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Development, Metamorphosis, Morphology and Diversity: The Evolution of Chordate muscles and the Origin of Vertebrates

Dec 1, 2014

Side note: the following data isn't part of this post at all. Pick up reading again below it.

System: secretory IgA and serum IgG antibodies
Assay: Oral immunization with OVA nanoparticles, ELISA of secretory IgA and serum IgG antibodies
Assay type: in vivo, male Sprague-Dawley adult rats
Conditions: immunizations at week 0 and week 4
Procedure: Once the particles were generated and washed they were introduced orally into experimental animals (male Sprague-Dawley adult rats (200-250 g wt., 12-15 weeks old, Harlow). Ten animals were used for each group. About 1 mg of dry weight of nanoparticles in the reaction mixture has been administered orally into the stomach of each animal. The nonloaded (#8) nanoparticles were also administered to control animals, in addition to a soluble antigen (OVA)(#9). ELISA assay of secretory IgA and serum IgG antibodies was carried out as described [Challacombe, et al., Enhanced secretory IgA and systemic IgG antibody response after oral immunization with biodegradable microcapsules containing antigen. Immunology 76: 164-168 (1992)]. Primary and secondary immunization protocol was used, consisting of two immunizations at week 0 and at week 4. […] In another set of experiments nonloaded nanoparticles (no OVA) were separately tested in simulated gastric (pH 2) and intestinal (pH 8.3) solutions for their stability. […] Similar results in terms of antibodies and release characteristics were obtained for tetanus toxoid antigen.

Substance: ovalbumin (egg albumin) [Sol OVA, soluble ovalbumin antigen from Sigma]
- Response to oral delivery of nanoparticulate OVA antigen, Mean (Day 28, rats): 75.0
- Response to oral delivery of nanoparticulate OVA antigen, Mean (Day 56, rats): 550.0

Recent findings that urochordates are the closest sister-group of vertebrates have dramatically changed our understanding of chordate evolution and vertebrate origins. To continue to deepen understanding of chordate evolution and diversity, in particular the morphological and taxonomical diversity of the vertebrate clade, one must explore the origin, development and comparative anatomy of not only hard tissues, but also soft tissues such as muscles. Building on a recent overview of the discovery of a cardiopharyngeal field in urochordates and the profound implications for reconstructing the origin and early evolution of vertebrates, in this paper we focus on the broader comparative and developmental anatomy of chordate cephalic muscles and their relation to life history, developmental, and to morphological and taxonomical diversity. We combine our recent findings on cephalochordates, urochordates, and vertebrates with a literature review and suggest that developmental changes related to metamorphosis and/or heterochrony (e.g. peramorphosis) played a crucial role in the early evolution of chordates and vertebrates. Recent studies reviewed here supported de Beer's "law of diversity" that peramorphic animals (e.g., ascidians, lampreys) are taxonomically and morphologically less diverse than non-peramorphic animals (e.g., gnathostomes), probably because their "too specialized" development and adult anatomy constrain further developmental and evolutionary innovations. This article is protected by copyright. All rights reserved. © 2015 Wiley Periodicals, Inc.

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